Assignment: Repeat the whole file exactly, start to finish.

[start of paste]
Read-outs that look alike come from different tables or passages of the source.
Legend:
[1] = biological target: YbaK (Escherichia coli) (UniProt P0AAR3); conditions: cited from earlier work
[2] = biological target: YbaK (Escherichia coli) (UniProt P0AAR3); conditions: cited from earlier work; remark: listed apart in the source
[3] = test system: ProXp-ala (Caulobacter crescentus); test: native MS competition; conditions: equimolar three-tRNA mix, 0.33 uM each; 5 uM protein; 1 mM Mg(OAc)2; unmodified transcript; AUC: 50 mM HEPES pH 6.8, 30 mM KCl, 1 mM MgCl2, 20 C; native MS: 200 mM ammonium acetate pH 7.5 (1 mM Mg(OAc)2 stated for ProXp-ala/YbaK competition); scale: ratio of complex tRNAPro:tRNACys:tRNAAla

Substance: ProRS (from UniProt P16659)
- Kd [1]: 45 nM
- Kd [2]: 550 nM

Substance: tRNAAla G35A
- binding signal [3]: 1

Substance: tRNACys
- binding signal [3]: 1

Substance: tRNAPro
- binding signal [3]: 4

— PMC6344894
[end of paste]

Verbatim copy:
Read-outs that look alike come from different tables or passages of the source.
Legend:
[1] = biological target: YbaK (Escherichia coli) (UniProt P0AAR3); conditions: cited from earlier work
[2] = biological target: YbaK (Escherichia coli) (UniProt P0AAR3); conditions: cited from earlier work; remark: listed apart in the source
[3] = test system: ProXp-ala (Caulobacter crescentus); test: native MS competition; conditions: equimolar three-tRNA mix, 0.33 uM each; 5 uM protein; 1 mM Mg(OAc)2; unmodified transcript; AUC: 50 mM HEPES pH 6.8, 30 mM KCl, 1 mM MgCl2, 20 C; native MS: 200 mM ammonium acetate pH 7.5 (1 mM Mg(OAc)2 stated for ProXp-ala/YbaK competition); scale: ratio of complex tRNAPro:tRNACys:tRNAAla

Substance: ProRS (from UniProt P16659)
- Kd [1]: 45 nM
- Kd [2]: 550 nM

Substance: tRNAAla G35A
- binding signal [3]: 1

Substance: tRNACys
- binding signal [3]: 1

Substance: tRNAPro
- binding signal [3]: 4

— PMC6344894